abortion clinics, publishing books, or speaking to expectant mothers about adoption (probably the best option). Much the same argument applies to those who would outlaw all pornography; can Joseph draw a universal distinction between what is pornography and what is art? Perhaps in his own mind he can. But why should everyone else be forced to conclude exactly as he does?

Where exactly does the legislation of morality end? Would Joseph favor restriction on free speech as an attempt to stamp out lashon hara? Do those of us who would oppose such restriction help to promote lashon hara?

Social conservatives often mistake principled opposition by conflating those who oppose
legislating morality with those who favor committing the perceived immoral acts. Being
pro-choice is equated with being pro-abortion. A vote against outlawing pornography is cast as evidence that a legislator promotes pornography, an especially bizarre charge to throw at Senator Lieberman, since he has been at the forefront of the movement against movies with graphic sex and violence and obscene music lyrics.

A vote against public display of the Ten Commandments (an issue on which many conservatives agree with liberals) is cast as a vote for atheism. And when it is cast in terms of party politics, it is hypocritical, because there are certainly many immoral practices conservative Republicans would not legislate against when it is clear that legislation could make a difference. One need look no further than the links between Republicans and companies like Enron, who used the tax loopholes and corporate welfare favored by most Republicans to cheat their employees out of billions.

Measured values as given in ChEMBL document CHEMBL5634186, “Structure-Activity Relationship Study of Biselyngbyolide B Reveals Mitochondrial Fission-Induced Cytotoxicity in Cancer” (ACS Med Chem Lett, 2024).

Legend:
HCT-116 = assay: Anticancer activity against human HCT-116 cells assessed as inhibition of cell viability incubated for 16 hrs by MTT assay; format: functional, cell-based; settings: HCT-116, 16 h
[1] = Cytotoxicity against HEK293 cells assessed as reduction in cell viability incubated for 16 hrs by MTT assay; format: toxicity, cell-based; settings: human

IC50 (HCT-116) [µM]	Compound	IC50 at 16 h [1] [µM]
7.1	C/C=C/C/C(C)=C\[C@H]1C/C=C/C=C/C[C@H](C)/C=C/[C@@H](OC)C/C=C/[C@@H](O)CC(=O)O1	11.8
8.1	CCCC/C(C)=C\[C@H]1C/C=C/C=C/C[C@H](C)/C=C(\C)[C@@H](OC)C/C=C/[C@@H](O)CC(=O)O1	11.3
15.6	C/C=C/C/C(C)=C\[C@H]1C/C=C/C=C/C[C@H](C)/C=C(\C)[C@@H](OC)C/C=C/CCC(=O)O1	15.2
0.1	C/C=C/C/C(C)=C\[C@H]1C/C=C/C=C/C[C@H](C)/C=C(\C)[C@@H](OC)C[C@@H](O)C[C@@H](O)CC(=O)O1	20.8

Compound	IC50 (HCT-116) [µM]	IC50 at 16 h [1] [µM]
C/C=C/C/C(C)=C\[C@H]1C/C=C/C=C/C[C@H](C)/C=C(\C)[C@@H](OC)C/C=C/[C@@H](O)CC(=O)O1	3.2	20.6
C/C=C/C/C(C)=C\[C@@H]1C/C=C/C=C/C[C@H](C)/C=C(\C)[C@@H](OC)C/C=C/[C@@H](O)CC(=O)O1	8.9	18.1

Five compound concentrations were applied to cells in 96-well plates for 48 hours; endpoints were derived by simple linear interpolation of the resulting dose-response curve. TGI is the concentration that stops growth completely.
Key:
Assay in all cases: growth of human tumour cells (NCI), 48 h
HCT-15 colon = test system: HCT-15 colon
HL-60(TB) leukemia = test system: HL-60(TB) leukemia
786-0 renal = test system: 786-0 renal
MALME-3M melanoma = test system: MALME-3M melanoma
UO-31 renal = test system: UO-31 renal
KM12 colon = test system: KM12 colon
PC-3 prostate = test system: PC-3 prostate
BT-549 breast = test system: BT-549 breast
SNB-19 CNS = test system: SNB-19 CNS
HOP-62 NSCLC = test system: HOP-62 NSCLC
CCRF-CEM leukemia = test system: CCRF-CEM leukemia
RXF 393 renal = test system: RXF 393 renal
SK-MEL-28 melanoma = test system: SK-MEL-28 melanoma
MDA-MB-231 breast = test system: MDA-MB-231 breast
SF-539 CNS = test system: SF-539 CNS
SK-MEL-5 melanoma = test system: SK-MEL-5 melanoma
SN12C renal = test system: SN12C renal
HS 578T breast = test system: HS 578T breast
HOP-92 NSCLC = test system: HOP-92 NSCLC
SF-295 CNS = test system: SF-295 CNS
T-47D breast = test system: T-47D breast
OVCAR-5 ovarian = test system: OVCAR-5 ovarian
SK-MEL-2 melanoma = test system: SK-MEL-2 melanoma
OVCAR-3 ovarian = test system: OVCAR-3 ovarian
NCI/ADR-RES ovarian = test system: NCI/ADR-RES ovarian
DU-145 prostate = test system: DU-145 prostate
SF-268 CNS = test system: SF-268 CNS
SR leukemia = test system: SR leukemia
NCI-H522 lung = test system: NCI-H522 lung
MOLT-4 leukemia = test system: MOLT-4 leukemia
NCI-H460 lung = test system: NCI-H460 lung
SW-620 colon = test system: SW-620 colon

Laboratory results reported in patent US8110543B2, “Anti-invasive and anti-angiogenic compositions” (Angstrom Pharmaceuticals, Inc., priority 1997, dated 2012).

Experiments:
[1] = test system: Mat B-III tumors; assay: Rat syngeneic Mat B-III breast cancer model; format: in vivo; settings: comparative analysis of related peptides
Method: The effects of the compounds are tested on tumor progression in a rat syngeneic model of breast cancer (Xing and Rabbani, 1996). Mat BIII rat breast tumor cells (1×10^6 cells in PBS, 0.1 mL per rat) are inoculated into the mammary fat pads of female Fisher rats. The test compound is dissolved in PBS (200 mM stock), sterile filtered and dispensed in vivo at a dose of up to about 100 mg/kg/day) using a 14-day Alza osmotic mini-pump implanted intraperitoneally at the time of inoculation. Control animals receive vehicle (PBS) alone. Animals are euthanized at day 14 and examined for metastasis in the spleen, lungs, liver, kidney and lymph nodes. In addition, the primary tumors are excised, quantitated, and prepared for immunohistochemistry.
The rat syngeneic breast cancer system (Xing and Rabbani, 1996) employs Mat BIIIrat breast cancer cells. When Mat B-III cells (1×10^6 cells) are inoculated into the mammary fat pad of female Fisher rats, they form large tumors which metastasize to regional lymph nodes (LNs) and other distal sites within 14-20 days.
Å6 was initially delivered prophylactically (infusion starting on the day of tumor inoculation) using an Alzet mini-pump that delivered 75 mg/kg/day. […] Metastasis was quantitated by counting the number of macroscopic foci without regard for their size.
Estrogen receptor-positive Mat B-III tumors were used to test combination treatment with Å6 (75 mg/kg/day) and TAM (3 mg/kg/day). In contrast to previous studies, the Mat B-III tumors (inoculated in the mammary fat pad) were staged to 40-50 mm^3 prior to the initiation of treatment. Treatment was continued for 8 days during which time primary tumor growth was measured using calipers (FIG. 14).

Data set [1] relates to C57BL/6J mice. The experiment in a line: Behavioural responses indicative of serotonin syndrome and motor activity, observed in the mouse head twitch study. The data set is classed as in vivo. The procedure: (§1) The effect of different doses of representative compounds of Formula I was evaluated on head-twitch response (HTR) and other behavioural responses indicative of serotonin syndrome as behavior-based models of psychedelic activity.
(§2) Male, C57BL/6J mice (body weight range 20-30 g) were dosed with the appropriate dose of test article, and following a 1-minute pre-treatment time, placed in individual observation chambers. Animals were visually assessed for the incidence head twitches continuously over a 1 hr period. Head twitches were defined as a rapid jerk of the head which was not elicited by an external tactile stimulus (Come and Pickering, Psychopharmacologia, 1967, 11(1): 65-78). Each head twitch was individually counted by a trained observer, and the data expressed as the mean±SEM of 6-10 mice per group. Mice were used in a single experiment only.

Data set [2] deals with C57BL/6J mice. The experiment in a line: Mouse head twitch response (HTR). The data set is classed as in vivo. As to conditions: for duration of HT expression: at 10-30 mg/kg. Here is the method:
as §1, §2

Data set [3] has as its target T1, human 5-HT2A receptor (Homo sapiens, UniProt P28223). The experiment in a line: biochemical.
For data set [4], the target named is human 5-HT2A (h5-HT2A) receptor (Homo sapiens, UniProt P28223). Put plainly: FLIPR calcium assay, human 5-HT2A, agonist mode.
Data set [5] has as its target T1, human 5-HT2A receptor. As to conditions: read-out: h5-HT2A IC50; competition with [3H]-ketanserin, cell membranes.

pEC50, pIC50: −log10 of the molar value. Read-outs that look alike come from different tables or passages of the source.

History is replete with attempts to legislate morality that have often been abject failures.
Prohibition was the most infamous example. Many drug laws are also failures, which, rather than setting a moral tone, simply clog up the judicial system or encourage teenagers to rebel. The effect of morality legislation is often to make certain immoral behavior more desirable among those resentful of being forced to act in a certain way when they would, perhaps, be less resentful and more amenable to moral action if they were the ones making the choice.

The founding fathers who wrote the First Amendment were certainly not promoters of vice,
but they understood that the freedoms of expression, speech and religion were intrinsic to
free and open society. No one is keeping Joseph and Hadassah of Brooklyn from living their lives, speaking their minds, or raising their children as they see fit. But if they insist on forcing their social views on others through legislation, there may well come a day when their ability to make those choices is inhibited.

Michael L. Brenner
New York, NY 

Printed from: http://www.jewishpress.com/indepth/letters-to-the-editor/letters-to-the-editor-40/2003/12/19/